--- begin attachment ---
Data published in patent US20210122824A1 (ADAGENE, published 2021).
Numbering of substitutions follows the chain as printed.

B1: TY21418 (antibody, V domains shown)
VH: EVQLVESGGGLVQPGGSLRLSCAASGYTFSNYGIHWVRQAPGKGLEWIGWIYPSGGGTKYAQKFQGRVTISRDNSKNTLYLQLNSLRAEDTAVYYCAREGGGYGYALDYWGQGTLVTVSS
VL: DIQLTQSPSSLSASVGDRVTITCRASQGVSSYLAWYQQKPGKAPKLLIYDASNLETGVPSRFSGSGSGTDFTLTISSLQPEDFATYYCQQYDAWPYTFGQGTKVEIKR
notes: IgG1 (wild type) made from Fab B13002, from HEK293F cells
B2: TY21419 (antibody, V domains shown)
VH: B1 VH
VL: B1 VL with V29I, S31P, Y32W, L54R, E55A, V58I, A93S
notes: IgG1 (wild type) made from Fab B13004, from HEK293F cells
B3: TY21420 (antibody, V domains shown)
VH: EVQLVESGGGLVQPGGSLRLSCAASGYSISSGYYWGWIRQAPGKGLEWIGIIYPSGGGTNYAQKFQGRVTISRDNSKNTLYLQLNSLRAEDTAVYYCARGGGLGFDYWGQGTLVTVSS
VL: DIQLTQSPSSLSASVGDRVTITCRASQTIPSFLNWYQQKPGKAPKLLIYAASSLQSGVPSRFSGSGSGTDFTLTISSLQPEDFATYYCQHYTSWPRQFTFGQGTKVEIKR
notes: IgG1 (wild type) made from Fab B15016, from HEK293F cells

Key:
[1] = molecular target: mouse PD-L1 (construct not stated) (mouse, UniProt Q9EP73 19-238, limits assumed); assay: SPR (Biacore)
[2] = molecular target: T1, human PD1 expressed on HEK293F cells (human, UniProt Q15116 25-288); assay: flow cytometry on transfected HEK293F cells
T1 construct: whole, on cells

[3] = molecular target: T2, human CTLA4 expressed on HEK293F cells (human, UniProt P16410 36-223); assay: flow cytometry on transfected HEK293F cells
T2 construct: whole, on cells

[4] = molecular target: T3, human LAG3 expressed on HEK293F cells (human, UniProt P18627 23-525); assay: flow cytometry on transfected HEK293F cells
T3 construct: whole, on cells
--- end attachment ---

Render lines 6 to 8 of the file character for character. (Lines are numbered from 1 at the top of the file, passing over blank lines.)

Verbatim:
notes: IgG1 (wild type) made from Fab B13002, from HEK293F cells
B2: TY21419 (antibody, V domains shown)
VH: B1 VH